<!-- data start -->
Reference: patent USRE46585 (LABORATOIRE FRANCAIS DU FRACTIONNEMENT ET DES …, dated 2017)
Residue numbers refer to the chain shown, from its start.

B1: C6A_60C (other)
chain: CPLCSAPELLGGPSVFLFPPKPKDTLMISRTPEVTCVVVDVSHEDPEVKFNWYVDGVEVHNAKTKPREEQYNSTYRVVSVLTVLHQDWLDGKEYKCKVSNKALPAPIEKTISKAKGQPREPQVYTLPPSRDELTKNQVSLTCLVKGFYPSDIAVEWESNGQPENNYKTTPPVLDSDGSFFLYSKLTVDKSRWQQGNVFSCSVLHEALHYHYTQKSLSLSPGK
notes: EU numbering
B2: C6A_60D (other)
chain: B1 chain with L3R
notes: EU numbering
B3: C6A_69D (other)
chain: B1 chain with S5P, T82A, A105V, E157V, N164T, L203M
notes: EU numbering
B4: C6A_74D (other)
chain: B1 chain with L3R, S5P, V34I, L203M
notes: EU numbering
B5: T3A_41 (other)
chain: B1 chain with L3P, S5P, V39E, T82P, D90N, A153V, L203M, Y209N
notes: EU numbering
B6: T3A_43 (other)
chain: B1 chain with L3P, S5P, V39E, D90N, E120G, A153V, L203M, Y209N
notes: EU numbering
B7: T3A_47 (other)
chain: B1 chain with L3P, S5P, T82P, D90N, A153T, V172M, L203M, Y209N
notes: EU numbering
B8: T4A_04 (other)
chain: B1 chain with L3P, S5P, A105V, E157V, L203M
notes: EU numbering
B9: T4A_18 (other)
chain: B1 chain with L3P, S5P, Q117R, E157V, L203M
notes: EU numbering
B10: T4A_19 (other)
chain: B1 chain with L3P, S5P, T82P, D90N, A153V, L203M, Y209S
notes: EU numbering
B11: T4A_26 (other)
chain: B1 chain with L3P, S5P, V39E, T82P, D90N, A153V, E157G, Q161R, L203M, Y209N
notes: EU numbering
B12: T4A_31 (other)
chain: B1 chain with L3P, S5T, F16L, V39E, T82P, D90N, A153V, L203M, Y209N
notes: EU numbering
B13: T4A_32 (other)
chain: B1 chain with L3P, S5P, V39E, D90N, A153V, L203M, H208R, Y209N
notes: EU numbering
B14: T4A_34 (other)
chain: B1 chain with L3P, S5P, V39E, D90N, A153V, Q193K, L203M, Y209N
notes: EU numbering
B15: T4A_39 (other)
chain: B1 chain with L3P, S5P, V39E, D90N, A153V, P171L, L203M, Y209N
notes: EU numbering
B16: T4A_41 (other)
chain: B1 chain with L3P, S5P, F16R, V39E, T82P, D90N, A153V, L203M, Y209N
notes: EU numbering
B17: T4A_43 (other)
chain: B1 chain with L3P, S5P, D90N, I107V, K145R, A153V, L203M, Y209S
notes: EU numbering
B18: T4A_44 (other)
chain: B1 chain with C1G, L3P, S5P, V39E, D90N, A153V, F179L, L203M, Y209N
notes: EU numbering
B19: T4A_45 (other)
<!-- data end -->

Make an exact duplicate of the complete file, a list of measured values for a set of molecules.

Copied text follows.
Reference: patent USRE46585 (LABORATOIRE FRANCAIS DU FRACTIONNEMENT ET DES …, dated 2017)
Residue numbers refer to the chain shown, from its start.

B1: C6A_60C (other)
chain: CPLCSAPELLGGPSVFLFPPKPKDTLMISRTPEVTCVVVDVSHEDPEVKFNWYVDGVEVHNAKTKPREEQYNSTYRVVSVLTVLHQDWLDGKEYKCKVSNKALPAPIEKTISKAKGQPREPQVYTLPPSRDELTKNQVSLTCLVKGFYPSDIAVEWESNGQPENNYKTTPPVLDSDGSFFLYSKLTVDKSRWQQGNVFSCSVLHEALHYHYTQKSLSLSPGK
notes: EU numbering
B2: C6A_60D (other)
chain: B1 chain with L3R
notes: EU numbering
B3: C6A_69D (other)
chain: B1 chain with S5P, T82A, A105V, E157V, N164T, L203M
notes: EU numbering
B4: C6A_74D (other)
chain: B1 chain with L3R, S5P, V34I, L203M
notes: EU numbering
B5: T3A_41 (other)
chain: B1 chain with L3P, S5P, V39E, T82P, D90N, A153V, L203M, Y209N
notes: EU numbering
B6: T3A_43 (other)
chain: B1 chain with L3P, S5P, V39E, D90N, E120G, A153V, L203M, Y209N
notes: EU numbering
B7: T3A_47 (other)
chain: B1 chain with L3P, S5P, T82P, D90N, A153T, V172M, L203M, Y209N
notes: EU numbering
B8: T4A_04 (other)
chain: B1 chain with L3P, S5P, A105V, E157V, L203M
notes: EU numbering
B9: T4A_18 (other)
chain: B1 chain with L3P, S5P, Q117R, E157V, L203M
notes: EU numbering
B10: T4A_19 (other)
chain: B1 chain with L3P, S5P, T82P, D90N, A153V, L203M, Y209S
notes: EU numbering
B11: T4A_26 (other)
chain: B1 chain with L3P, S5P, V39E, T82P, D90N, A153V, E157G, Q161R, L203M, Y209N
notes: EU numbering
B12: T4A_31 (other)
chain: B1 chain with L3P, S5T, F16L, V39E, T82P, D90N, A153V, L203M, Y209N
notes: EU numbering
B13: T4A_32 (other)
chain: B1 chain with L3P, S5P, V39E, D90N, A153V, L203M, H208R, Y209N
notes: EU numbering
B14: T4A_34 (other)
chain: B1 chain with L3P, S5P, V39E, D90N, A153V, Q193K, L203M, Y209N
notes: EU numbering
B15: T4A_39 (other)
chain: B1 chain with L3P, S5P, V39E, D90N, A153V, P171L, L203M, Y209N
notes: EU numbering
B16: T4A_41 (other)
chain: B1 chain with L3P, S5P, F16R, V39E, T82P, D90N, A153V, L203M, Y209N
notes: EU numbering
B17: T4A_43 (other)
chain: B1 chain with L3P, S5P, D90N, I107V, K145R, A153V, L203M, Y209S
notes: EU numbering
B18: T4A_44 (other)
chain: B1 chain with C1G, L3P, S5P, V39E, D90N, A153V, F179L, L203M, Y209N
notes: EU numbering
B19: T4A_45 (other)